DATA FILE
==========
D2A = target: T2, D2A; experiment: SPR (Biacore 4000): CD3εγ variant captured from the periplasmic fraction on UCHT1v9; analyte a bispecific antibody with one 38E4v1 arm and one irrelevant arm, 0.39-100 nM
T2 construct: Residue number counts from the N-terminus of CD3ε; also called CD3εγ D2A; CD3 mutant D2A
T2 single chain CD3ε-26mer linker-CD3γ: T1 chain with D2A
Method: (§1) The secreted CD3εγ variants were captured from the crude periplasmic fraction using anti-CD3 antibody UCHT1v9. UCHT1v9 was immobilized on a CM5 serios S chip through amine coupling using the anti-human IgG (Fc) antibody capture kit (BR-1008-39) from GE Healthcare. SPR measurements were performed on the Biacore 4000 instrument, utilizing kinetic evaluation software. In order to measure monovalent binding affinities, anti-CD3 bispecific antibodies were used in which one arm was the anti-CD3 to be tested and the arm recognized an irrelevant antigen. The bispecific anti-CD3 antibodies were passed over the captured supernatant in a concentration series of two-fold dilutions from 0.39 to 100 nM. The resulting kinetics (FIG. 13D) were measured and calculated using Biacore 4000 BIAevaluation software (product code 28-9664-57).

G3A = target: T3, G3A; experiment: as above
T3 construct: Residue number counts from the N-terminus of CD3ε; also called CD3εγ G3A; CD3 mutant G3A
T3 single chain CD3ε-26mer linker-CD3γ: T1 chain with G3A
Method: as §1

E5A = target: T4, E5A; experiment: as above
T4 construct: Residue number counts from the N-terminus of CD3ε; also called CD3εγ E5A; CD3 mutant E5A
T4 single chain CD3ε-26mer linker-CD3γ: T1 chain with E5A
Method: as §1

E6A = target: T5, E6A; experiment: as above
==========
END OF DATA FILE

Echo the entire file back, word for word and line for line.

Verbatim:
D2A = target: T2, D2A; experiment: SPR (Biacore 4000): CD3εγ variant captured from the periplasmic fraction on UCHT1v9; analyte a bispecific antibody with one 38E4v1 arm and one irrelevant arm, 0.39-100 nM
T2 construct: Residue number counts from the N-terminus of CD3ε; also called CD3εγ D2A; CD3 mutant D2A
T2 single chain CD3ε-26mer linker-CD3γ: T1 chain with D2A
Method: (§1) The secreted CD3εγ variants were captured from the crude periplasmic fraction using anti-CD3 antibody UCHT1v9. UCHT1v9 was immobilized on a CM5 serios S chip through amine coupling using the anti-human IgG (Fc) antibody capture kit (BR-1008-39) from GE Healthcare. SPR measurements were performed on the Biacore 4000 instrument, utilizing kinetic evaluation software. In order to measure monovalent binding affinities, anti-CD3 bispecific antibodies were used in which one arm was the anti-CD3 to be tested and the arm recognized an irrelevant antigen. The bispecific anti-CD3 antibodies were passed over the captured supernatant in a concentration series of two-fold dilutions from 0.39 to 100 nM. The resulting kinetics (FIG. 13D) were measured and calculated using Biacore 4000 BIAevaluation software (product code 28-9664-57).

G3A = target: T3, G3A; experiment: as above
T3 construct: Residue number counts from the N-terminus of CD3ε; also called CD3εγ G3A; CD3 mutant G3A
T3 single chain CD3ε-26mer linker-CD3γ: T1 chain with G3A
Method: as §1

E5A = target: T4, E5A; experiment: as above
T4 construct: Residue number counts from the N-terminus of CD3ε; also called CD3εγ E5A; CD3 mutant E5A
T4 single chain CD3ε-26mer linker-CD3γ: T1 chain with E5A
Method: as §1

E6A = target: T5, E6A; experiment: as above